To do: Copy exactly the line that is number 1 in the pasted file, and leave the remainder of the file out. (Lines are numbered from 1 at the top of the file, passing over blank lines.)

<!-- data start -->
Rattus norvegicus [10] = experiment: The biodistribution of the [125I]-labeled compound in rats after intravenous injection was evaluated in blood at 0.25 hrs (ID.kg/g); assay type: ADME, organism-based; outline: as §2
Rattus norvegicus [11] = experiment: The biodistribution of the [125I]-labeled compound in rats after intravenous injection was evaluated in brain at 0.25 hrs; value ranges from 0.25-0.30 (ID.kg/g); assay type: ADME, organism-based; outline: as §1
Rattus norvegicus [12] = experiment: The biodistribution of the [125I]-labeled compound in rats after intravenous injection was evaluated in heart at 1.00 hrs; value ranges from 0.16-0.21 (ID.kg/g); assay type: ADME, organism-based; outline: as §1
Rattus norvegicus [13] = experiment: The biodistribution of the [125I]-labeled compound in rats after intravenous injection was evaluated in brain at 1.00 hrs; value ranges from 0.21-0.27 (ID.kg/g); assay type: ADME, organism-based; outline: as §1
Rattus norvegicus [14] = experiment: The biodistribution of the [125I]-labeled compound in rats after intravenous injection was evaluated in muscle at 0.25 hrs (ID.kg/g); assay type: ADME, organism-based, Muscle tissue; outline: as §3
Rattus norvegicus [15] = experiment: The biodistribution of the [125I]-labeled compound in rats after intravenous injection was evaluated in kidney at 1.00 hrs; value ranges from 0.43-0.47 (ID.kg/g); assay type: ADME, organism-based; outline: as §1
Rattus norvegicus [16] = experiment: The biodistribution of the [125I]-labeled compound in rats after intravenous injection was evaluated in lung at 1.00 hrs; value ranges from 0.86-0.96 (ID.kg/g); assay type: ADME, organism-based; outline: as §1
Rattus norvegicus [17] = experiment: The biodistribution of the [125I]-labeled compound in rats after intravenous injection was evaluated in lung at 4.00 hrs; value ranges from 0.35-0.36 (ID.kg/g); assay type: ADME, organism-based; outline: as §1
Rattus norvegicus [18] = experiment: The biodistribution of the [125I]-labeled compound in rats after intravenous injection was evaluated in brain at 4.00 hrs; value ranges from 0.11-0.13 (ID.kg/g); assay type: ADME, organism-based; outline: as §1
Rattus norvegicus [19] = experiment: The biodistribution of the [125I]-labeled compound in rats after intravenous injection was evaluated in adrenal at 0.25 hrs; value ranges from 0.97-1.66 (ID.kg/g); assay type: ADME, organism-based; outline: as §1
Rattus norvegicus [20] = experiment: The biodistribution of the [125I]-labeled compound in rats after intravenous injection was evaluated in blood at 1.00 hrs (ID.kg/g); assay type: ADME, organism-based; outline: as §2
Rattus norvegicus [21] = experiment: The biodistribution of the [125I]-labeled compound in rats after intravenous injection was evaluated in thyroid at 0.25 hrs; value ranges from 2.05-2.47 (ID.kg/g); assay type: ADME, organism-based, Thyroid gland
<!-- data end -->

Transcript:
Rattus norvegicus [10] = experiment: The biodistribution of the [125I]-labeled compound in rats after intravenous injection was evaluated in blood at 0.25 hrs (ID.kg/g); assay type: ADME, organism-based; outline: as §2